The payments directive will reinforce the digital alternatives: “Too many European banks believe that their business model is solid”, they warn.
Digital initiatives such as the recently launched Pora virtual currency, promoted by Facebook and a network of 27 other partners (including Uber, Spotify and eBay), have once again placed the traditional business models of the company under the spotlight of analysts.
A warning to trad banks
The German credit rating agency Scope warns that the traditional banking intermediation business is under threat, especially in the European market. “Technological advances that change consumer habits have been moving faster than the ability of many banks to deal with them”, the document says.
Most entities in the Old Continent maintain models based on financial intermediation. But “the new digital world favors the final consumer, not the intermediary”, they note, pointing to the threat of loss of business quotas that the sector already has in front of it. “Too many European banks believe that user behavior is changing more slowly than is normally thought. And that, therefore, its model is solid as a rock”, they indicate, to then underline that, for now, they have not been too concerned about the threats of the new digital competitors.
In a recent report on the Fintech sector, the Financial Stability Board (FSB) estimated the global investment in these technologies in the last year at 112,000 million dollars. A record number used, above all, in developing innovations that decentralize digital technologies and boost new businesses within the financial sector.
Platforms for cross-border payments, solutions based on node networks (blockchain) … The FSB report highlights the potential benefits of these new technologies, ranging from greater global financial stability (due to a greater dispersion of risks) to greater resistance to cyber attacks.
Bad forecast for the most traditional banking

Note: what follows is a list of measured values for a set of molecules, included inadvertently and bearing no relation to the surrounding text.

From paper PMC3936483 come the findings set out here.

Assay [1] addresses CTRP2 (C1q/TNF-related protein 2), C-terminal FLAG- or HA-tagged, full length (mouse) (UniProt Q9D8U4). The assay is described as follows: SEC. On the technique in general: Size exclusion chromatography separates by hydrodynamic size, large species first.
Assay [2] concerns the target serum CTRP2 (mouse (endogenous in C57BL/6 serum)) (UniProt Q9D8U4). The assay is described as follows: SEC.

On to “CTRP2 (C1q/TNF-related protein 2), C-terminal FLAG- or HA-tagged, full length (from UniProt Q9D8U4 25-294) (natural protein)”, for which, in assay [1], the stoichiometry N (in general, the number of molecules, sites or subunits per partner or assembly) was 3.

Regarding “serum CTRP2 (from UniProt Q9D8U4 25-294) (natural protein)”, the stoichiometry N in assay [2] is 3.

“But these technologies will have an increasingly disruptive effect on the more traditional banking business models, with clearly negative consequences for those entities still reluctant to move outside their comfort zones in the digital age,” warn from Scope, adding that it will be in Europe where these impacts will still be “more painful”, due to the greater relative weight of the banking sector in its economy, compared to other geographical areas such as North America or Asia.
Not all European banks are equally exposed or present the same weaknesses. According to the analysts of the German rating agency, the big banks of the Old Continent face risks, but they enjoy certain advantages such as their greater diversification (both geographical and business) and the superior capacity to tackle important investments in new technologies or digitalization
The main threats are looming
In European second tier banks “that have remained too dependent on their more traditional business routes, such as loans to retail clients and companies, as well as deposit capture”. These models are based, for the most part, on the cross-selling of products and services to their users.
But the new technologies specialized in decentralization point precisely to these income channels, “which will necessarily put the old business models in the category of endangered species”, say the authors of the report, adding that from September it is foreseeable that this trend will accelerate, since the new community directive on means of payment, known as PSD2, will come into force definitively.
Scope believes that the launch of PSD2 will open the banking market and strengthen consumer confidence in new digital competitors and new decentralizing technologies. And as the alternatives become more widespread and digital products and services become more of a raw material and have less added value, “the danger for banks that are slower to transform will be that they will only be left with the activities of higher risk as natural business routes”, predicts the report, which concludes, by way of diagnosis, with the idea that these less digitized entities will be less and less attractive to investors.
Also published on Medium.